A lot of characters now have reaction animations, including hit and dazed. Shocked, feared, and knockdown will come into play as we add in new heroes and abilities.

Murp The Dentist, The Grublins' Behemoth

Experimental vs Public Build

In Alpha 22 we introduced the experimental build, an opt-in beta that active community members can join to help us test early release candidates. It's potentially less stable and more buggy than the public build, but it provides access to the very latest builds with the specific goal of routing out bugs before we publish an update to the main public build.

Some have asked why bother? Well, even though we're in Early Access and bugs are to be expected, the reality is that releasing buggy updates to the entire community can actually cause harm. Having the buffer of an experimental build means better quality stable updates for casual and new players; engages active community members in more of a testing role; and provides level designers with a chance to update their maps ready for the next public release. Everyone benefits.

Tuesday, 21 July 2015

Folk Tale Dev Blog 36

Building equipment stores, a performance boost, and an editor overhaul.

Reducing Micromanagement With Building Equipment Stores

Community feedback is an important part of the Early Access process and a common theme is reducing any micromanagement burden. As your population grows, managing the gear on every unit can be tiresome. In the pre-release of Alpha 22 that is no longer the case.

Opening the new Equipment tab on a production or military building now enables players to drag and drop gear from the village inventory and assign it for use by the building's workers. Workers will automatically equip gear based on ordered priority. For now, equipment further to the top left is given higher priority. In time, we hope to implement an internal gear rating stat to help us compare items to determine which is better.

Building Equipment Stores: Reducing Micromanagement

Each item shown in a building's Equipment tab stacks and shows how many have been allocated. Darkened icons may show 0/2, indicating there are 2 of that item in stock, but workers aren't currently using that item. As one becomes equipped (1/2), the icon fills up until to half way with normal brightness, and when all are equipped (2/2), it becomes full.

Items can be dragged directly out of a building's equipment tab back into the village inventory, and will be removed from any worker who has it equipped. The worker will then try to equip another item into that slot should one exist in the building Equipment stores based on the priority rule.

Performance Boost / Engine Migration

June saw a challenging engine migration from Unity 4.6 to 5.1. Major code changes were required to the way we manage assets, shaders, and third party products. While that has limited the time we had available to work on other areas of the game, one of the key benefits is a performance boost of 25-37% depending on machine architecture. Players should now enjoy improved frame rates across the board, and may be able to increase their settings.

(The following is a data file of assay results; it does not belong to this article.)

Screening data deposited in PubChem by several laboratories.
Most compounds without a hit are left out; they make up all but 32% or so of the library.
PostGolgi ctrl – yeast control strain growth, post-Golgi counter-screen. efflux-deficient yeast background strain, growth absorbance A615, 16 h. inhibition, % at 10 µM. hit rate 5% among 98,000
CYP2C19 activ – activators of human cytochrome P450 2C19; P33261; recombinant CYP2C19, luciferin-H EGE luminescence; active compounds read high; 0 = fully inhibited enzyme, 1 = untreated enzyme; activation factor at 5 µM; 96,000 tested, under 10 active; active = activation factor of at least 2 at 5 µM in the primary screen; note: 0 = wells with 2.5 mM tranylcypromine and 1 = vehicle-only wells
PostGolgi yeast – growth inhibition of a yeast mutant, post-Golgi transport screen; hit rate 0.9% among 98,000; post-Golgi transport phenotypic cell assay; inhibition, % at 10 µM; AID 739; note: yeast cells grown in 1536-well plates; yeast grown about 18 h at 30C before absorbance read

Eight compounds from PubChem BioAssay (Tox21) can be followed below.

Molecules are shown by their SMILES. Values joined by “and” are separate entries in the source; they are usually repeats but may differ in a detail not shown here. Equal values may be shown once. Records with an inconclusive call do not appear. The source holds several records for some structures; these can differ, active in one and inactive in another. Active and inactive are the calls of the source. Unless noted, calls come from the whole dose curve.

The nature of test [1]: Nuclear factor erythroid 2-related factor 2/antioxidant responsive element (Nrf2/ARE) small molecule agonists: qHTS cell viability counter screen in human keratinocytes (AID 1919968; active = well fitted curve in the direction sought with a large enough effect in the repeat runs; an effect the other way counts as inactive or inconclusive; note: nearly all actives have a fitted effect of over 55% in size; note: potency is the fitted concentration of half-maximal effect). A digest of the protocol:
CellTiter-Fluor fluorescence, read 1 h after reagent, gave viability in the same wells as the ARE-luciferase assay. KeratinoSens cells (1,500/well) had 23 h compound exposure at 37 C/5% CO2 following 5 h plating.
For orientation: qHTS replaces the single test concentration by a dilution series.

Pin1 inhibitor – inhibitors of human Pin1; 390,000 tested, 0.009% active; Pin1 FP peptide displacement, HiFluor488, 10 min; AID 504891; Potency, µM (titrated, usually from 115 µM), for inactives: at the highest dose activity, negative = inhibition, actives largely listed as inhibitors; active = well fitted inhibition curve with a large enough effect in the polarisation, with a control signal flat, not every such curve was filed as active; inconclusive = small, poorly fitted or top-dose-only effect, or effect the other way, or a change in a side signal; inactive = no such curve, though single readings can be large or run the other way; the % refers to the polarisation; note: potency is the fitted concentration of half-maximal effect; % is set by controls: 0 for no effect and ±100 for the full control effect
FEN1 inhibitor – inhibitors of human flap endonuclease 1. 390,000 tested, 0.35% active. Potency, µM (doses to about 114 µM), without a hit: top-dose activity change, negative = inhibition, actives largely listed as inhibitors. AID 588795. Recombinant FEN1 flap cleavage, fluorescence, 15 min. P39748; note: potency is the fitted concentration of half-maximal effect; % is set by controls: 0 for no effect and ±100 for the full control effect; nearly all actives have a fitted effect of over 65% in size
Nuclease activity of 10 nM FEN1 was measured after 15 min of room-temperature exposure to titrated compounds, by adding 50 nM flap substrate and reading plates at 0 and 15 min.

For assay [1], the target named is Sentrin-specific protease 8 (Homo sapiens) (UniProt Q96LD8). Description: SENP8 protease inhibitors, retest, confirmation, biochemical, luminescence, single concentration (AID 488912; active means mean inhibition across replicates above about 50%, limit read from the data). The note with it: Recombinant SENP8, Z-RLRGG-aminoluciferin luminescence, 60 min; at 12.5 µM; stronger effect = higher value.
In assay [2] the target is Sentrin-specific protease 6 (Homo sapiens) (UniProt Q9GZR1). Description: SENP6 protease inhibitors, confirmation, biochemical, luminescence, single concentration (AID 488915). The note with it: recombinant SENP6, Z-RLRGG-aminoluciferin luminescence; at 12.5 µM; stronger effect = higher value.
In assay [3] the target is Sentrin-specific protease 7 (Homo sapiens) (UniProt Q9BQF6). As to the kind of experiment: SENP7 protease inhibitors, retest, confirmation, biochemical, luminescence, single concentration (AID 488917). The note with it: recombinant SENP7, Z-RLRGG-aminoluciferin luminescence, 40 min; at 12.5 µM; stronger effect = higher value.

There is however a known issue preventing the game from running on Snow Leopard. We've filed a bug report with Unity (the engine developer) so hopefully we'll have a fix in the coming weeks.

Editor Overhaul

The Editor was running a legacy UI framework (NGUI) to drive the toolbar and a number of the dialog boxes. As part of the engine migration, it was time to purge NGUI from the project, and while re-implementing the dialog boxes, add some extra touches.

Editor Overhaul

The Kits and Kit Pieces dialogs are now merged into one. A kits popup organizes kits into categories for quicker selection, while the addition of search enables level designers to search for pieces across all kits.

The new favourites tab lists kit pieces added by toggling the star in the inspector dialog, and the recently used tab does as you would expect.

We've also fixed the horizontal scaling of the toolbar, which would have affected players running at high resolutions.

One of the headline features we are launching in Alpha 22 is the terrain generator tool. Since it's first reveal in Dev Blog 35, we've added more options including support for the new volcanic biome.

The final Editor improvement is marquee selection. Being able to select objects by dragging a selection rectangle (aka marquee) is a huge time saver. Previously, you had to hold down left shift and click each item. The addition saves time, and will become the primary method for selecting objects, before grouping them and eventually saving them off as a prefab. At least that's what Alan is moving on to now that the terrain generator is all but finished.

Volcanic Kit And Dwarf City Kit

Both have benefited from improvements, and are included in Alpha 22. We're working on an exterior location to test the pieces, and will be streaming level design sessions on Twitch.

Lava Fields (Work In Progress)

And Finally...

A little teaser of something we're working on...

Thursday, 11 June 2015

Folk Tale Dev Blog 35

Ser Gregory, the first hero built on a growing RPG code base, Dwarven culture, and the terrain randomization tool.